Inside Look: Folksay/Episode Three: Labanotation from CityDance Ensemble on Vimeo.
Greg Halloran deciphers the Labanotation score for Sophie Maslow’s Folksay, which he reconstructed for CityDance; video by Ludovic Jolivet
I recently wrote a Winger post about Eshkol-Wachman Movement Notation, since I did an interview with EWMN expert Michal Shoshani for Israel Seen. Part of my interest in learning about EWMN stemmed from my own background in Labanotation, which is commonly used in the U.S. and which I studied in graduate school at Ohio State. In case you too are curious about Labanotation, here’s a tidbit for you!
In the video above, Greg Halloran discusses some basics of Labanotation, using the score of Sophie Maslow’s Folksay (1942) to illustrate his points. Always wanted to see what Labanotation looks like? There are some great close-ups of the score that show the intricacy of the notation, and Greg explains the movements that correspond to the symbols.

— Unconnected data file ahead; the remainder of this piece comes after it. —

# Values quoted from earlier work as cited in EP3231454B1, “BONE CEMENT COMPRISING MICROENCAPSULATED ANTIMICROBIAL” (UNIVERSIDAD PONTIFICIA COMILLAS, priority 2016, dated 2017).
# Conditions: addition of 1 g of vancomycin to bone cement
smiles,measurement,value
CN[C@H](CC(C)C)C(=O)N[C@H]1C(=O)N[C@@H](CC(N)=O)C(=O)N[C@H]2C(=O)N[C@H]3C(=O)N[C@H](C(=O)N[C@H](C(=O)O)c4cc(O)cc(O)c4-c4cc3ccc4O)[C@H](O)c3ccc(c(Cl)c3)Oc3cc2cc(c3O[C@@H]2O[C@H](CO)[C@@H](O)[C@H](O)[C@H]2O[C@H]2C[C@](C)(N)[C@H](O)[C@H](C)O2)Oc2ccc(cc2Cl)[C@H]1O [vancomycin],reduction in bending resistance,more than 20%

The goal of movement notation is not only to record a dance but to allow it to live again through reconstructions, and I’m embedding another video which covers this issue. In the clips below, Greg talks about the process of staging Folksay from score for CityDance Ensemble, a modern dance company based in Washington, D.C. and directed by Paul Gordon Emerson. Folksay is near and dear to my heart because I wrote about it and Sophie Maslow’s other dances in my undergraduate thesis, and CityDance has been on my radar for several years since the group performs not only new work but reconstructions of older repertory. Their production of Folksay will be at the Kennedy Center this Saturday night, and I wish I could see it!
Watching this video, I started thinking about all of the ways I have learned repertory in rehearsals: directly from the choreographer, from someone who previously performed the piece, from video, from someone reconstructing the dance from Labanotation score (and since I know Labanotation, from the score itself). I began to wonder if other Wingers - contributors and readers alike - have ever participated in a reconstruction from score. Have you? If so, how did that experience compare to learning repertory in other ways?